1. The first fifteen days of the Front's government would see a slate of emergency measures, including an increase in after-tax minimum wage to €1,600 per month, price freezes on necessities and energy bills, investment in social housing, and a rejection of deficit spending rules.
  2. The first 100 days would lay the groundwork for proposed changes through five legislative packages covering purchasing power, education, healthcare, ecological planning, and the "abolition of billionaire privileges".
  3. The months beyond, or transformations, which would foresee the sustainable reinforcement of public services, the right to housing, green reindustrialization, police and criminal justice reforms, and constitutional changes leading to the founding of a French Sixth Republic.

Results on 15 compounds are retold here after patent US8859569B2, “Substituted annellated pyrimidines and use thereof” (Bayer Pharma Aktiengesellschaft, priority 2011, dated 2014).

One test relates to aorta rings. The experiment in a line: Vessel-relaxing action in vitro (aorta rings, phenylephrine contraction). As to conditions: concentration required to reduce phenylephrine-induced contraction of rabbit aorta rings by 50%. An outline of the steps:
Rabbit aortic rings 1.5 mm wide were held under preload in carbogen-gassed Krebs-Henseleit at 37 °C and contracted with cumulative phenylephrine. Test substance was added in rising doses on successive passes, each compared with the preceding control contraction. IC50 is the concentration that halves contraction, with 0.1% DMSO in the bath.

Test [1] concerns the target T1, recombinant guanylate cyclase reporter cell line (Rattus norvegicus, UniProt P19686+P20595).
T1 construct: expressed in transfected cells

Constitutional policy


The Front pledged to abolish Article 49.3 of the French Constitution that allows governments to force legislation through the National Assembly without a vote. The Front also pledged to introduce proportional representation for elections in France, such as the National Assembly, and to organise a constituent assembly to prepare a new Constitution of France, moving from the French Fifth Republic to a Sixth Republic.[93]

Economic policy